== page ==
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With so little airflow my concern would be super heating the firebox and outer shell below it. Fireboxes are there to shield the extra heat from the outer shell. You have effectively made the entire bottom of the kamado (firebox and outer shell) a firebox. I would worry about thermal stress on the outer shell. 

 

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Hey guys, thanks for the replies, and suggestions.

 

 John:  Takes about as long as my cast-iron griddle to hit temp.    As for airflow, my initial idea was to purposefully  restrict it.  Was hoping  to avoid temperature spikes while cooking with the lid open for extended periods of time.   The other day, I  held a surface temperature between 350, and 375 for almost an hour with the lid open.   Perfect for cooking pancakes, eggs, hash browns,  etc..   I am considering extending the holes I cut on the sides.   Initially the holes  were  to lift the griddle out of the grill.   Extending these by a few inches on either side might increase airflow slightly,  but more importantly, give me a  place to push grease and  other food into the fire.   Also considering cutting the entire thing in two,  which would leave one long gap down the middle.   Could push the two sides together to restrict airflow,  or spread them apart to leave a three-quarter inch gap down the middle.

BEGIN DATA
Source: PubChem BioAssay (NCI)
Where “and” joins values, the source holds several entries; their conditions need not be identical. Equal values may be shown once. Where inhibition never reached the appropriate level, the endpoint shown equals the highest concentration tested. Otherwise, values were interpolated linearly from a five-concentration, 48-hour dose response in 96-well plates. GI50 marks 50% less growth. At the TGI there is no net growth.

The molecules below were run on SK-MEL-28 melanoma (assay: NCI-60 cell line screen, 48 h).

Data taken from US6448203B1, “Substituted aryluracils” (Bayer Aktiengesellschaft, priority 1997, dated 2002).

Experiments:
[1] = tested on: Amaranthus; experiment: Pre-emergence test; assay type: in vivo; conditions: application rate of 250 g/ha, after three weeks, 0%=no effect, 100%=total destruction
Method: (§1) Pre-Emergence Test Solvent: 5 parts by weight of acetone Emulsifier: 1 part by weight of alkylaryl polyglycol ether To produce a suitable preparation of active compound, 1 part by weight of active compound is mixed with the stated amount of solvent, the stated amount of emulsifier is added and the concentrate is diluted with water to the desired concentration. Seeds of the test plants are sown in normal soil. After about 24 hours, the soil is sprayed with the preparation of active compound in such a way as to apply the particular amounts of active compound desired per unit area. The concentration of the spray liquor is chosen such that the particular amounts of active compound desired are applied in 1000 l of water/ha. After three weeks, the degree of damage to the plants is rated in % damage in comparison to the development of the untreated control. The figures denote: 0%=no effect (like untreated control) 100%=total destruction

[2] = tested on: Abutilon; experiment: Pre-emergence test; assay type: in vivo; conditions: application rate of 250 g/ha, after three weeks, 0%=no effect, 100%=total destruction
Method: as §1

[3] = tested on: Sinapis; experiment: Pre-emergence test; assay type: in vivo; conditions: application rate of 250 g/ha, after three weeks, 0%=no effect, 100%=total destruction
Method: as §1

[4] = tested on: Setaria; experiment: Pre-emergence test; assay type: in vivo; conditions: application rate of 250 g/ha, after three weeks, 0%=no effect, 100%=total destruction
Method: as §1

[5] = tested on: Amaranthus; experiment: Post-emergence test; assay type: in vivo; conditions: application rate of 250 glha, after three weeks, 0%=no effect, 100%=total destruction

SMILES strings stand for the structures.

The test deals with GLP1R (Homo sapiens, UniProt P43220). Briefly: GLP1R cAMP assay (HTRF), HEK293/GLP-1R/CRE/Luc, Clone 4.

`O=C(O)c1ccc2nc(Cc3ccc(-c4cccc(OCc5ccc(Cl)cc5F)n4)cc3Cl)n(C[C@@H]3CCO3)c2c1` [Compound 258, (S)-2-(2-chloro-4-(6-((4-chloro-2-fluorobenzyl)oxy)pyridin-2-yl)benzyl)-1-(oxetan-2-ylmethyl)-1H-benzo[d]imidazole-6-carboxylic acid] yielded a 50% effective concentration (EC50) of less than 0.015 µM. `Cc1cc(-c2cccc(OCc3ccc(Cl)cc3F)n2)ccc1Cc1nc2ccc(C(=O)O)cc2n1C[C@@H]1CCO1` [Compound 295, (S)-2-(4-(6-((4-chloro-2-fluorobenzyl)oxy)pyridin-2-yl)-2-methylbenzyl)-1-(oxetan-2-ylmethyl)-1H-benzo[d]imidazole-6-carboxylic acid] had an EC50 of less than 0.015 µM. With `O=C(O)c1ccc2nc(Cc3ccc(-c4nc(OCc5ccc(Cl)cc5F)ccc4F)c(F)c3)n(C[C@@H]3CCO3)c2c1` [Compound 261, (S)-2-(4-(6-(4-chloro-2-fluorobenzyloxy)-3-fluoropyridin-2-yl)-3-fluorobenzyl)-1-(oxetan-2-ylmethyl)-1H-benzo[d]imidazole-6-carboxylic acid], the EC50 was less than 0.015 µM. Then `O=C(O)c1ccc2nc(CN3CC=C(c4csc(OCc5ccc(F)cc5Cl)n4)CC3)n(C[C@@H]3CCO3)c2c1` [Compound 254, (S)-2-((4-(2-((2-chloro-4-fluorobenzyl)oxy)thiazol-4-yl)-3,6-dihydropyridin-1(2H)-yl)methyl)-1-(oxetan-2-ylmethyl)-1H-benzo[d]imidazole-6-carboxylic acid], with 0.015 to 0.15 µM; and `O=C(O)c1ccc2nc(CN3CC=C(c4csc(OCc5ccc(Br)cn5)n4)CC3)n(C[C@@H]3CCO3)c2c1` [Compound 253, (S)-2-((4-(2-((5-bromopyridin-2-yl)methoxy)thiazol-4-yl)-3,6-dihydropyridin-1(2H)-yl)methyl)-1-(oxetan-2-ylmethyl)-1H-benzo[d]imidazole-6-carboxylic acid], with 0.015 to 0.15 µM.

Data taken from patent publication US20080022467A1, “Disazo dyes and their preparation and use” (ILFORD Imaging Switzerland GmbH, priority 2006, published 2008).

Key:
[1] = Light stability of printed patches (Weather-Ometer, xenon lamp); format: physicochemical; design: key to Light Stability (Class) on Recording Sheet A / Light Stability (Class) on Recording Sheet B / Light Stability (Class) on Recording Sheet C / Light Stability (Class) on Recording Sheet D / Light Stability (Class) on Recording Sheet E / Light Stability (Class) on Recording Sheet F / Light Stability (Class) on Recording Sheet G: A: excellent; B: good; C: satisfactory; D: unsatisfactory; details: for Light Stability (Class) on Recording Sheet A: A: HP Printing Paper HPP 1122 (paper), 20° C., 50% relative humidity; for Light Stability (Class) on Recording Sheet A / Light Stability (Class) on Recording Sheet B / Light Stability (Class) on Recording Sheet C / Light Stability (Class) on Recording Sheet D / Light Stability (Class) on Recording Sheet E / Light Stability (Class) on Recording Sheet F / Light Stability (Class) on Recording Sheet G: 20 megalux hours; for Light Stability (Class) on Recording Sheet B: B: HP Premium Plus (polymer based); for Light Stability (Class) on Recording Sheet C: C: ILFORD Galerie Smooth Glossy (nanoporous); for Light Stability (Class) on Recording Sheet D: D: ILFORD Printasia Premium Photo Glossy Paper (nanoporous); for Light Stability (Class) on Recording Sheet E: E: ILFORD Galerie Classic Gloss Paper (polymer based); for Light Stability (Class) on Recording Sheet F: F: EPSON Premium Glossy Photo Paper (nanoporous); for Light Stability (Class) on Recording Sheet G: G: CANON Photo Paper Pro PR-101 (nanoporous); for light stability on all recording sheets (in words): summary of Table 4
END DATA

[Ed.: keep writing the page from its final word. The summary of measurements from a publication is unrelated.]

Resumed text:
John / In2fish :   Full disclosure.  I to lack the necessary metal  fabricating skills/equipment  to have pulled this off alone.  I do however, have friends with plasma cutters.

 

In2Fish:   Stainless vs.  carbon steel.  Went with carbon steel for its ability to be  “seasoned”, and become virtually nonstick.   Cooking pancakes, eggs, hash browns on stainless steel  can be done,  but isn't nearly as much fun.    Also, the crust you can achieve on burgers, steak, etc. .. is.....well...... yummy.  Oh, and stainless steel is expensive. 

 

Ckreef:  Never once thought about “ super heating the firebox”.  I will definitely look into this further.   I’m thinking about placing the  grate  thermometer in between the  firebox and outer shell to see what temperatures are reached in that compartment.   Do you have any idea what temperature range would be acceptable? 

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15 minutes ago, ratherBgrillin said:

... Ckreef:  Never once thought about “ super heating the firebox”.  ...

This was my first thought when I saw this thread. I then saw your implementation photo, and my concerns were allayed. 

 

I'm new to Kamados, but understand air flow control. If I leave the lid open, my Akorn becomes a blazing fire very quickly, regardless the bottom vent setting, because fresh air is drawn in around the perimeter. Your griddle design fits close to the perimeter, making the griddle itself a "lid," with the holes and gap around the perimeter acting as the top vent.  You may retain some temperature control capability with the bottom vent. 

 

And so my only add is an adjustable vent on the griddle,.

 

Have fun,

Frank

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1 hour ago, Stile 88 said:

too bad it wasnt cut in half excellent idea very nicely done my concern would be what ck said as well super heating the firebox

 

At this point I have seen a number of people running double D&C griddles.  That concern has been proven less of an issue.